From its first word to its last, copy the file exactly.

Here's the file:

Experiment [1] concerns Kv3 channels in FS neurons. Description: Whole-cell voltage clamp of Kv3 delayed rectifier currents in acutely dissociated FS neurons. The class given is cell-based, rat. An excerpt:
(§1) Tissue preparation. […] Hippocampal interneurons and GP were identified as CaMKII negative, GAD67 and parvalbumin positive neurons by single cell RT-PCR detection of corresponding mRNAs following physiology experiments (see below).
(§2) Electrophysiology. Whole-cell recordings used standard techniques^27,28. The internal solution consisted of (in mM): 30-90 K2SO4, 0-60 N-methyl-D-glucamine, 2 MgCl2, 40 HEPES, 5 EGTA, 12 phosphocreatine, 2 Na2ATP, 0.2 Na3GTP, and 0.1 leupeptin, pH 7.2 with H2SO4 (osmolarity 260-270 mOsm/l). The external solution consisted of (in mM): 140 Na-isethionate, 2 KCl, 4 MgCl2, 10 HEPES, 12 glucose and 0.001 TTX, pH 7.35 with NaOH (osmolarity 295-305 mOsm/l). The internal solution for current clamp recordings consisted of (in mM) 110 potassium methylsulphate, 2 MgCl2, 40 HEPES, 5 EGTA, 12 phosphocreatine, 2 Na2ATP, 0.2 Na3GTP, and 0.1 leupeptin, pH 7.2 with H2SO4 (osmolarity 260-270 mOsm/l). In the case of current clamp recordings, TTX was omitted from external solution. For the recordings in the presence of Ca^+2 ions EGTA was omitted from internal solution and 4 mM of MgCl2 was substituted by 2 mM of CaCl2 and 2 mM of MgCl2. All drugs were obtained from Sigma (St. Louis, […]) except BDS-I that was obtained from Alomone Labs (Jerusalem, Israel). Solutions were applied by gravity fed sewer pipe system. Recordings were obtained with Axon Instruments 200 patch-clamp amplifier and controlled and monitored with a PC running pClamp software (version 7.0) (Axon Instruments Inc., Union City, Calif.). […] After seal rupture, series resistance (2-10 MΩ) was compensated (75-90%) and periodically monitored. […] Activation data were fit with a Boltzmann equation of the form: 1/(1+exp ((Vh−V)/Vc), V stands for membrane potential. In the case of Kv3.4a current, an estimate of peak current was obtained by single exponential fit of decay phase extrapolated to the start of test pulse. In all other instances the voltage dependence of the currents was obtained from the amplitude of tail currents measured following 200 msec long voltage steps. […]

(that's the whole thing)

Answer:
Experiment [1] concerns Kv3 channels in FS neurons. Description: Whole-cell voltage clamp of Kv3 delayed rectifier currents in acutely dissociated FS neurons. The class given is cell-based, rat. An excerpt:
(§1) Tissue preparation. […] Hippocampal interneurons and GP were identified as CaMKII negative, GAD67 and parvalbumin positive neurons by single cell RT-PCR detection of corresponding mRNAs following physiology experiments (see below).
(§2) Electrophysiology. Whole-cell recordings used standard techniques^27,28. The internal solution consisted of (in mM): 30-90 K2SO4, 0-60 N-methyl-D-glucamine, 2 MgCl2, 40 HEPES, 5 EGTA, 12 phosphocreatine, 2 Na2ATP, 0.2 Na3GTP, and 0.1 leupeptin, pH 7.2 with H2SO4 (osmolarity 260-270 mOsm/l). The external solution consisted of (in mM): 140 Na-isethionate, 2 KCl, 4 MgCl2, 10 HEPES, 12 glucose and 0.001 TTX, pH 7.35 with NaOH (osmolarity 295-305 mOsm/l). The internal solution for current clamp recordings consisted of (in mM) 110 potassium methylsulphate, 2 MgCl2, 40 HEPES, 5 EGTA, 12 phosphocreatine, 2 Na2ATP, 0.2 Na3GTP, and 0.1 leupeptin, pH 7.2 with H2SO4 (osmolarity 260-270 mOsm/l). In the case of current clamp recordings, TTX was omitted from external solution. For the recordings in the presence of Ca^+2 ions EGTA was omitted from internal solution and 4 mM of MgCl2 was substituted by 2 mM of CaCl2 and 2 mM of MgCl2. All drugs were obtained from Sigma (St. Louis, […]) except BDS-I that was obtained from Alomone Labs (Jerusalem, Israel). Solutions were applied by gravity fed sewer pipe system. Recordings were obtained with Axon Instruments 200 patch-clamp amplifier and controlled and monitored with a PC running pClamp software (version 7.0) (Axon Instruments Inc., Union City, Calif.). […] After seal rupture, series resistance (2-10 MΩ) was compensated (75-90%) and periodically monitored. […] Activation data were fit with a Boltzmann equation of the form: 1/(1+exp ((Vh−V)/Vc), V stands for membrane potential. In the case of Kv3.4a current, an estimate of peak current was obtained by single exponential fit of decay phase extrapolated to the start of test pulse. In all other instances the voltage dependence of the currents was obtained from the amplitude of tail currents measured following 200 msec long voltage steps. […]